Cricket is not alone in requiring a winter break
With winter just around the corner and the domestic cricket season concluded, this will be my last column of the summer. Thanks to the many readers for all of your support. Many of you have personally voiced your appreciation and for that I say thank you.
Cricket may be over, but my mind cannot help but think about the state of our national game. Some have this negative mindset that there is no hope and that it will be years before our cricket flourishes again. I beg to differ.
Everyone, the coaches, players, umpires, executives and fans, must take responsibility for our demise. We have allowed our national sport to slip to an all-time low, right in front of our own eyes.
My heart aches when I think of the state of our cricket. Do we, the cricket lovers of Bermuda, no longer care? How can our standards and morals just diminish?
During the winter months, clubs have to take a good look at their respective programmes and determine how they can go about regaining structure, quality and pride. Clubs need to really take a professional approach in 2016 if we are to move forward. We can no longer just expect the Bermuda Cricket Board to do everything. Clubs must assume responsibility for their product.
How can clubs improve, one may ask? In some places, it could be as simple as getting a brand new cover so that when it rains, games are not washed out. Or a proper cutter for the pitch. Or, in most cases, better pitch preparation. How many clubs have improved their facilities in the past few years?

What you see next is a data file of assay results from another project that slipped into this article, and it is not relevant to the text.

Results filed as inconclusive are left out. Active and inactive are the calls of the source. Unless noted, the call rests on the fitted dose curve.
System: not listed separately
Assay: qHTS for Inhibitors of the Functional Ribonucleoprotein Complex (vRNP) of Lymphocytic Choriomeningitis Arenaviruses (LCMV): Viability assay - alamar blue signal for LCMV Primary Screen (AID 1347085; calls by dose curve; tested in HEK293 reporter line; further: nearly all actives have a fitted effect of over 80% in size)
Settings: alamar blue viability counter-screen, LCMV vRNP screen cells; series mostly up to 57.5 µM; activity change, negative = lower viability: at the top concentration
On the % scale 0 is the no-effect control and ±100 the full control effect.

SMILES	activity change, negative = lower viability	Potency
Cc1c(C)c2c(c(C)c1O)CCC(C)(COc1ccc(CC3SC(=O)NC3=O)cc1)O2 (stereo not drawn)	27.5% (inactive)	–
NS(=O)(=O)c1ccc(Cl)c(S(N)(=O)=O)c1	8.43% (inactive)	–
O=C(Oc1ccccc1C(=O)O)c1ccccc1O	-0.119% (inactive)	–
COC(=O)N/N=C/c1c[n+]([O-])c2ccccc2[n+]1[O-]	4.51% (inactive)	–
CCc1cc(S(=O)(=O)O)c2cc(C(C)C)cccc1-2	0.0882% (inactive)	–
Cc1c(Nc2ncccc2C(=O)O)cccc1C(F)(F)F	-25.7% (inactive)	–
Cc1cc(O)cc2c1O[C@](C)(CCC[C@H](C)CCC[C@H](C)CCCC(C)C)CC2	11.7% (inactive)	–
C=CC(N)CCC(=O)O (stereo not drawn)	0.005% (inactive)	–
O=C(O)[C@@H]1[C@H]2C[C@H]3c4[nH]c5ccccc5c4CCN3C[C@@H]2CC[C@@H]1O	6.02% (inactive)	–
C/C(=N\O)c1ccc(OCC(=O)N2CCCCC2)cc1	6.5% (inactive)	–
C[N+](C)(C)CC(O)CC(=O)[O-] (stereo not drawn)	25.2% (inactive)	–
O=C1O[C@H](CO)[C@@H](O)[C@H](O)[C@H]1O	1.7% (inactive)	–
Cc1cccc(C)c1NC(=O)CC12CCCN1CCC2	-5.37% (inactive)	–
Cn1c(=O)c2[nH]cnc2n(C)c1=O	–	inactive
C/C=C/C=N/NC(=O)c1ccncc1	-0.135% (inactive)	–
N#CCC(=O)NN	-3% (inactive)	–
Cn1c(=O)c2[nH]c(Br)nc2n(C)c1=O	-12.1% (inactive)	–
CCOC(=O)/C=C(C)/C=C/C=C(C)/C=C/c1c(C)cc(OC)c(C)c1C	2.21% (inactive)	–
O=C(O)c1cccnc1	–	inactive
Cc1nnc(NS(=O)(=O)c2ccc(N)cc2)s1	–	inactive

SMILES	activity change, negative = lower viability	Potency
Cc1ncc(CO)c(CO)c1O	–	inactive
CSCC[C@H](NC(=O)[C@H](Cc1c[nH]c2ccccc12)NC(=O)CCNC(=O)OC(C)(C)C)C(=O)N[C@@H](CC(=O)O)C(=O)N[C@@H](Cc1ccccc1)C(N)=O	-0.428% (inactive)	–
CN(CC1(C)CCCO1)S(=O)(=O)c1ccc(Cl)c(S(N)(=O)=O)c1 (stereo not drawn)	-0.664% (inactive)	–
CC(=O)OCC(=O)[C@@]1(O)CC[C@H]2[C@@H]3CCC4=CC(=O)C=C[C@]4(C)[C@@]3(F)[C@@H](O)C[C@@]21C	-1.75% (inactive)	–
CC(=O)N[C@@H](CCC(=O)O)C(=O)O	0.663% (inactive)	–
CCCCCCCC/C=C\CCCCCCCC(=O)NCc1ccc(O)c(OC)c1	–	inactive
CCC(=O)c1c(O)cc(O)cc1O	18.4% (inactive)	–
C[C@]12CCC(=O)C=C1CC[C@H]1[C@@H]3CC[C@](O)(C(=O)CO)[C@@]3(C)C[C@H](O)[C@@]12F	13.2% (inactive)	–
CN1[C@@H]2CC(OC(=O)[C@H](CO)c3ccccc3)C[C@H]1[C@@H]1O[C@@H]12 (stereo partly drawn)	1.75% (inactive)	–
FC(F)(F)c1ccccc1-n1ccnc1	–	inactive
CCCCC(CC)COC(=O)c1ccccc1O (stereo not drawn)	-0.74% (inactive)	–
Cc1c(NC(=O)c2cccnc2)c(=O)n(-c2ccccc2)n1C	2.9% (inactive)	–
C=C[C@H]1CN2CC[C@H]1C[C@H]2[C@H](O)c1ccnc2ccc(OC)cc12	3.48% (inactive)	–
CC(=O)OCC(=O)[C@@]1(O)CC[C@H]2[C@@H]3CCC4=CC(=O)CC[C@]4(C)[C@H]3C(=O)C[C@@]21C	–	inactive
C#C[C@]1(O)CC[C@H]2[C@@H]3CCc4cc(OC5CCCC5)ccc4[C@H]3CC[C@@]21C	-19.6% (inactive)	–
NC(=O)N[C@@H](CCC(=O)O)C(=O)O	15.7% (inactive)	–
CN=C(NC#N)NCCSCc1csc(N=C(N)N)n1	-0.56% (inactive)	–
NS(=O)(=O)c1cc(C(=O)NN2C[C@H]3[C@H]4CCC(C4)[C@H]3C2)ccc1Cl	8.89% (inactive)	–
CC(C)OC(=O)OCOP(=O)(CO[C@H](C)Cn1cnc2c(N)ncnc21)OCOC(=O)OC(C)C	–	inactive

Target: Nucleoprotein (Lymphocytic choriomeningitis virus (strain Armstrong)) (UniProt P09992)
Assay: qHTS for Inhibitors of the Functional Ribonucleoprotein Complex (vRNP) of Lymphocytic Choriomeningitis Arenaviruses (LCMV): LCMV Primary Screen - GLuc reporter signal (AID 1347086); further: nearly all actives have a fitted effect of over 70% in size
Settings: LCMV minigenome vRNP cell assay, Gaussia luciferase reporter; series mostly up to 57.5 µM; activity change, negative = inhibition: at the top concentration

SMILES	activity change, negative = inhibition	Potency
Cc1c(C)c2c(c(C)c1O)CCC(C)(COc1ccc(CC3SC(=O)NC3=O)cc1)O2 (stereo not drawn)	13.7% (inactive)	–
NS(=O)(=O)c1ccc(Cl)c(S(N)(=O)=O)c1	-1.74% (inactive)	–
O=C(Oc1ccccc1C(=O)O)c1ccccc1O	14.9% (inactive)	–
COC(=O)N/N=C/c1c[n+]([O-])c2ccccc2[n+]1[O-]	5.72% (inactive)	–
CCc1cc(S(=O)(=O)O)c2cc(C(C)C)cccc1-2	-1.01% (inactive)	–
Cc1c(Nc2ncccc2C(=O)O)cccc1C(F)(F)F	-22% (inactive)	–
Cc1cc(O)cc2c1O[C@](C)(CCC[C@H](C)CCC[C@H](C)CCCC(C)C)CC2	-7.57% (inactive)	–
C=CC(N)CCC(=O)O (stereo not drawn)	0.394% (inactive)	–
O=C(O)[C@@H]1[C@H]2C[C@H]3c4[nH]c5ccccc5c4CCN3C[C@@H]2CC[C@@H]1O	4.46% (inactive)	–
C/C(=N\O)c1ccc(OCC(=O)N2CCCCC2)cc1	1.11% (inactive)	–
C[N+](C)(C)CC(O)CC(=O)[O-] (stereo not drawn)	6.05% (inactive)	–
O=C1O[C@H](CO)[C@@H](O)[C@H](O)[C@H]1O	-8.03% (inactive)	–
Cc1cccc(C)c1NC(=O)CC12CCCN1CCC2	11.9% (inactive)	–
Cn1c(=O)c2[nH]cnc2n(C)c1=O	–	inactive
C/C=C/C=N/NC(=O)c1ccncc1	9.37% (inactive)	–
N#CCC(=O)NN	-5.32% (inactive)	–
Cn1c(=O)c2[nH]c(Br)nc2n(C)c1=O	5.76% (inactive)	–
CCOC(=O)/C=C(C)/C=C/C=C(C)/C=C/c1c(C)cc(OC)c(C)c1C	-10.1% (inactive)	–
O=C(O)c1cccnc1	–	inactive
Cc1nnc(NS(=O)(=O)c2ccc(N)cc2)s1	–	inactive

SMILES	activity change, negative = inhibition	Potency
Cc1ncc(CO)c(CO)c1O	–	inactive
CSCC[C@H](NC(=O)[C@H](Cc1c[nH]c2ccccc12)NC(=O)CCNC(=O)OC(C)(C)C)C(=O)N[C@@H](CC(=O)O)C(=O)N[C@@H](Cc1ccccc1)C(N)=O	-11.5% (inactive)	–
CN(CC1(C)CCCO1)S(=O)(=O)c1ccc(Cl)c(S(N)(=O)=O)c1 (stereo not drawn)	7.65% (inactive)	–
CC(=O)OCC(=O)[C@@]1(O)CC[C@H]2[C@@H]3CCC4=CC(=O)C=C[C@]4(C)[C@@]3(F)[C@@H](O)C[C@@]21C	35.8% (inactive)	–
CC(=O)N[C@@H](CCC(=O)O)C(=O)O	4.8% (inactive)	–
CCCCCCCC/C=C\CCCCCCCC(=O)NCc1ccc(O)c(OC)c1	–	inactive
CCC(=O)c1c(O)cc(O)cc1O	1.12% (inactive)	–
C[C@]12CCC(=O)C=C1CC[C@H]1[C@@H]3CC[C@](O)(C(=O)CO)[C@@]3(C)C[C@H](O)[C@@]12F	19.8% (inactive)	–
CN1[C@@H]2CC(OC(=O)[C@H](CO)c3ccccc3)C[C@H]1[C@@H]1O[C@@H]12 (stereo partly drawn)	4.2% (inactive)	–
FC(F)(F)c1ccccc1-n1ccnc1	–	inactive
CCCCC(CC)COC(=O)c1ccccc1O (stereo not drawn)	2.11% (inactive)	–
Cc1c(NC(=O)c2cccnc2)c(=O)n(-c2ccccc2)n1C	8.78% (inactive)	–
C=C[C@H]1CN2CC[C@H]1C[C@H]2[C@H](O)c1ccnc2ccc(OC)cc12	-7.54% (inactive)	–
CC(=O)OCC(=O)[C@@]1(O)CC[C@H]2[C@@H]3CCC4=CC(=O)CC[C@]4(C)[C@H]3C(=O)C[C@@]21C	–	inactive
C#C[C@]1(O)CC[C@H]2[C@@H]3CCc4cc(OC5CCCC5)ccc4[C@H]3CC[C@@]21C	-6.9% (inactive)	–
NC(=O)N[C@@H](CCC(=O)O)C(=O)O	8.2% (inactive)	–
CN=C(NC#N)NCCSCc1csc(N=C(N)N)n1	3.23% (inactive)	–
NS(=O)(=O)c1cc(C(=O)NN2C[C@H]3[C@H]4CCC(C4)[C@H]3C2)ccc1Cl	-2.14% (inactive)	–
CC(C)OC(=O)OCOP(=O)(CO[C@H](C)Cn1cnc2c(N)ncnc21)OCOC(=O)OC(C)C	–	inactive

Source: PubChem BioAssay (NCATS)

Here's something to think about. If someone toured Bermuda ten years ago and came back to Bermuda now, what would they see different at our clubs? I can go from club to club and clearly say that very little has changed in the past decade.
At the end of the day, the reason clubs need to start planning now is so that they are better prepared than the previous season. Last season the league did not start until the final weekend in May, which is unacceptable. I encourage groundsmen to do some preparation work on their pitches during the winter months, which will help to make their work easier come cricket season. Consequently, it would reduce the workload just before the season and pitches can be ready to be played on a lot earlier.
Cricket must start earlier so that we can get the best out of the summer months and out of clubs because many lose players to school in September.
Remembering back in 2005 when the national team were trying to qualify for the World Cup, I emphasised to the players that the future of Bermuda's cricket revolves around the team's success. We qualified and Bermuda's cricket took off. In the years after, umpires benefited, the BCB benefited, clubs benefited and the players benefited. Sadly, the hype was short-lived and our cricket plummeted within ten years to where we are now.
Now it is time for the next generation of cricketers and coaches to step up to the plate and be accounted for. Today's cricketers must stop being satisfied with mediocrity. As a cricketer, you train Tuesdays and Thursdays for approximately two hours each day, then play on Sundays and occasionally on a Saturday. That just seems like a lot of wasted time for those who are not taking the sport serious.
Bermuda needs national team cricketers to lead by example at their clubs and, collectively, every sector that has anything to do with cricket must play its part and to the best of their ability. If we can evidence this change, whereby everyone chips in to improve the standards and get back the respect and love of the game, our cricket can and will blossom once again.
Please remember, though, that it starts at the clubs. They must take ownership of our beloved national sport and provide a safe, structured and enticing environment for all to play and to watch.